Young campaigners are set to oppose plans by Devon County Council to sack 60 youth workers and put 34 centres out to tender.
Critics have questioned the proposals, which were accidentally published online then swiftly withdrawn this week, and are to be formally unveiled on Monday
The UK Youth Parliament plan to join forces with other groups across the county to fight the restructure, which would see the end of council-funded youth services for all and save the Conservative authority £1million.
The proposal was buried in of budget papers detailing cuts of £28million for the coming financial year, provoking anger at a scrutiny meeting on Thursday that it had not been unveiled earlier.
Paul Arnott, chairman of the management committee which built the independently-run Reece Strawbridge Youth Centre, in Colyton, said youth centres were extremely difficult to run.
“On one level it is just about opening a building for young people to have fun – but it is like a soap opera and everyone has got a different thing they want to do, talk about or achieve,” he added.
“Once it is open you will have youngsters who want to discuss a major problem in their life - such as a sexual problem or parents splitting up – and ideally they should be talking to Devon’s Youth Service.”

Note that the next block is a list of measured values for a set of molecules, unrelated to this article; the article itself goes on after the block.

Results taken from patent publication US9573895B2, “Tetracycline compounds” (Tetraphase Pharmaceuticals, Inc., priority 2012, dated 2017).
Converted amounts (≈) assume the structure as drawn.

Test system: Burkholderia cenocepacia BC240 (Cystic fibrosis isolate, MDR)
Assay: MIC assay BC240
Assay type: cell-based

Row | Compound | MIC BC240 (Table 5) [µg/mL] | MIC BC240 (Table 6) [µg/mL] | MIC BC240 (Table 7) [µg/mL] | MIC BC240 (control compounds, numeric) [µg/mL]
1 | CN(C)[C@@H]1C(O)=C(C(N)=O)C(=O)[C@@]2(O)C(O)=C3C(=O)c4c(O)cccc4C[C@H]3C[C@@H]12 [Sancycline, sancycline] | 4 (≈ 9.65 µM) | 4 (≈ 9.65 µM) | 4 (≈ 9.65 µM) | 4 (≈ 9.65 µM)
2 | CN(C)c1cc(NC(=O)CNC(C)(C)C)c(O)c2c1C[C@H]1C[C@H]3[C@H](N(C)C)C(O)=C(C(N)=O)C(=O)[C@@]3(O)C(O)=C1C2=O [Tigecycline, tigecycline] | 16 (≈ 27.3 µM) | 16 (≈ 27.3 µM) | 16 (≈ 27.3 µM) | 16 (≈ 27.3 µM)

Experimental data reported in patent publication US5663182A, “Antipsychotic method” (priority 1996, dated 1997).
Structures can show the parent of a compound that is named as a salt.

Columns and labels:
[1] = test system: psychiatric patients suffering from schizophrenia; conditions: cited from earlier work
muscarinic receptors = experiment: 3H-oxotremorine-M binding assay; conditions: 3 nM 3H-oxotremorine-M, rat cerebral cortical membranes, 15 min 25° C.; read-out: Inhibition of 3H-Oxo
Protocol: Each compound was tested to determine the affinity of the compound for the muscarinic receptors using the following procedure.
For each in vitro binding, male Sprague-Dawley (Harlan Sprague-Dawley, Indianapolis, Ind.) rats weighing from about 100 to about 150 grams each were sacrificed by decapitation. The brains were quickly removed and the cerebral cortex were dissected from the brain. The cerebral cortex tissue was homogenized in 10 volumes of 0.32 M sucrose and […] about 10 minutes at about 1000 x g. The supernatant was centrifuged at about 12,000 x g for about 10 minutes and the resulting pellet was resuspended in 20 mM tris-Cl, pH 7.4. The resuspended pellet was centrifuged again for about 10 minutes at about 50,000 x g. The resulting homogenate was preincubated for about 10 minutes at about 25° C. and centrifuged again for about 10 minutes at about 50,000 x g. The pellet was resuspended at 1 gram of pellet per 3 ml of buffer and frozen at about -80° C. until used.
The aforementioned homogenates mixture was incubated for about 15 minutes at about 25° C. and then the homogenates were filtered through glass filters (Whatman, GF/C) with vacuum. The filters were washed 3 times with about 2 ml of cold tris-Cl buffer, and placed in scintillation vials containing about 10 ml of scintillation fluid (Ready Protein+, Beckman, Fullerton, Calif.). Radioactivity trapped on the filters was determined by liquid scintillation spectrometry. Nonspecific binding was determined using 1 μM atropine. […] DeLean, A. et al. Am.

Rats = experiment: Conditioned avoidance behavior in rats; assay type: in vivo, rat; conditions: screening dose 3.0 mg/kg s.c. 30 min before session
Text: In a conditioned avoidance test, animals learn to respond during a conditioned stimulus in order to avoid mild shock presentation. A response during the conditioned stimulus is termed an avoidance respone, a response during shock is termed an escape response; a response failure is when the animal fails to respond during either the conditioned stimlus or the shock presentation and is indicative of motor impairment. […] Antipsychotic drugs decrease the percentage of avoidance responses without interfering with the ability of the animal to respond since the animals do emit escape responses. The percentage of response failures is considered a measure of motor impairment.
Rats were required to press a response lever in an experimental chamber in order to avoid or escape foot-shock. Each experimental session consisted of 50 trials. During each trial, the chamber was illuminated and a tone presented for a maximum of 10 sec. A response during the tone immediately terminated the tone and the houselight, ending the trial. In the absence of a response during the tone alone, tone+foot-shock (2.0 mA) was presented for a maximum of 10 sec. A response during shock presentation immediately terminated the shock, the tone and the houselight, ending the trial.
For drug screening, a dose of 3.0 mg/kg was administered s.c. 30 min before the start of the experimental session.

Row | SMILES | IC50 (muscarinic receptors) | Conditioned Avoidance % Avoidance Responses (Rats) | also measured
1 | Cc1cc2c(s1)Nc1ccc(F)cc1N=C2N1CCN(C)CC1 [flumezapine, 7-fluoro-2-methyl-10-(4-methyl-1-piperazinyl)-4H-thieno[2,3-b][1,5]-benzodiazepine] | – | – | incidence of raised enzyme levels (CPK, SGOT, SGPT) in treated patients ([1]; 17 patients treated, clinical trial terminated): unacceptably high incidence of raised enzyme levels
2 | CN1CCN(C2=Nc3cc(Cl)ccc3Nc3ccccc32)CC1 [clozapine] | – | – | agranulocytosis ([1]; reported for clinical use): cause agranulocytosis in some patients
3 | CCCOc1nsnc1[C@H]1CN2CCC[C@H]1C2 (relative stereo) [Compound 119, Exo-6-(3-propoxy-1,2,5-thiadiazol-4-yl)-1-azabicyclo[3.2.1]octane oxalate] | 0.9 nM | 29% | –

“Devon is an enormous and challenging county – the young people in these small towns are quite remote and I hope what the excellent staff have to offer doesn’t get lost.”
The county council said wants to hand community groups responsibility for running schemes at the 34 youth centres across the county.
A council spokesman said they were “looking at moving from universal provision to a more targeted provision for the most vulnerable people” and “actively talking to voluntary youth groups”.
Independent county councillor Claire Wright, who sits on the scrutiny committee, said youth service staff who were “up in arms” about proposals.
“This is the sort of service that Devon County Council does brilliantly and cost-effectively,” she added.
“Unfortunately, it is not seen as a core service, despite reducing the incidence of anti-social behaviour and providing a safe environment for young people to socialise in and receive important health and social education in a way that fully engages them.”